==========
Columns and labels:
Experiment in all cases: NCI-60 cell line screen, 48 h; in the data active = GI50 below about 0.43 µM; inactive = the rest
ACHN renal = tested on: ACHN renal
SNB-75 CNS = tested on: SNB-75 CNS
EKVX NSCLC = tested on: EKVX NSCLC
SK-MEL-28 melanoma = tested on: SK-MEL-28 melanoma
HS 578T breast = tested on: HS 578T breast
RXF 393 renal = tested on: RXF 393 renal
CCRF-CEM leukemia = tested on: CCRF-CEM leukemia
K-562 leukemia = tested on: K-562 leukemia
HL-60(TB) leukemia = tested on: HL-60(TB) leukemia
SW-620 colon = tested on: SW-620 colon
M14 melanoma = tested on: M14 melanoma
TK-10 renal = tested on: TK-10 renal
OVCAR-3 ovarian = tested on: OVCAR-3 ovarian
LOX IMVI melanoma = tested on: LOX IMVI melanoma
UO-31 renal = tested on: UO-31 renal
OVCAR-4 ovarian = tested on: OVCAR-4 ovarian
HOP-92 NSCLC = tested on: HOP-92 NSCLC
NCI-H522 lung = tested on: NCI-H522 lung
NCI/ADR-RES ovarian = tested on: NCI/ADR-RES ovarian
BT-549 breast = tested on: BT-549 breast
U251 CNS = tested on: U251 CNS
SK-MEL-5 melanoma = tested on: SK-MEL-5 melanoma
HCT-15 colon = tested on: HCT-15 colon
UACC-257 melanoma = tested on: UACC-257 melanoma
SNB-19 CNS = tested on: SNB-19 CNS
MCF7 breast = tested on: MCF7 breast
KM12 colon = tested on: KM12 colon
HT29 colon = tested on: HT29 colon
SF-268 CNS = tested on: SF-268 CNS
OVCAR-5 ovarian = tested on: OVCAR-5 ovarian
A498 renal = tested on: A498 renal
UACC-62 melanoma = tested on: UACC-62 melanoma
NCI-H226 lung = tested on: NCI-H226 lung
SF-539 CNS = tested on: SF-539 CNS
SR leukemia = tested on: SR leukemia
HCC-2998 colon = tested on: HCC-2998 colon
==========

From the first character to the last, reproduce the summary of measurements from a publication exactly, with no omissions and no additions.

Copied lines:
Columns and labels:
Experiment in all cases: NCI-60 cell line screen, 48 h; in the data active = GI50 below about 0.43 µM; inactive = the rest
ACHN renal = tested on: ACHN renal
SNB-75 CNS = tested on: SNB-75 CNS
EKVX NSCLC = tested on: EKVX NSCLC
SK-MEL-28 melanoma = tested on: SK-MEL-28 melanoma
HS 578T breast = tested on: HS 578T breast
RXF 393 renal = tested on: RXF 393 renal
CCRF-CEM leukemia = tested on: CCRF-CEM leukemia
K-562 leukemia = tested on: K-562 leukemia
HL-60(TB) leukemia = tested on: HL-60(TB) leukemia
SW-620 colon = tested on: SW-620 colon
M14 melanoma = tested on: M14 melanoma
TK-10 renal = tested on: TK-10 renal
OVCAR-3 ovarian = tested on: OVCAR-3 ovarian
LOX IMVI melanoma = tested on: LOX IMVI melanoma
UO-31 renal = tested on: UO-31 renal
OVCAR-4 ovarian = tested on: OVCAR-4 ovarian
HOP-92 NSCLC = tested on: HOP-92 NSCLC
NCI-H522 lung = tested on: NCI-H522 lung
NCI/ADR-RES ovarian = tested on: NCI/ADR-RES ovarian
BT-549 breast = tested on: BT-549 breast
U251 CNS = tested on: U251 CNS
SK-MEL-5 melanoma = tested on: SK-MEL-5 melanoma
HCT-15 colon = tested on: HCT-15 colon
UACC-257 melanoma = tested on: UACC-257 melanoma
SNB-19 CNS = tested on: SNB-19 CNS
MCF7 breast = tested on: MCF7 breast
KM12 colon = tested on: KM12 colon
HT29 colon = tested on: HT29 colon
SF-268 CNS = tested on: SF-268 CNS
OVCAR-5 ovarian = tested on: OVCAR-5 ovarian
A498 renal = tested on: A498 renal
UACC-62 melanoma = tested on: UACC-62 melanoma
NCI-H226 lung = tested on: NCI-H226 lung
SF-539 CNS = tested on: SF-539 CNS
SR leukemia = tested on: SR leukemia
HCC-2998 colon = tested on: HCC-2998 colon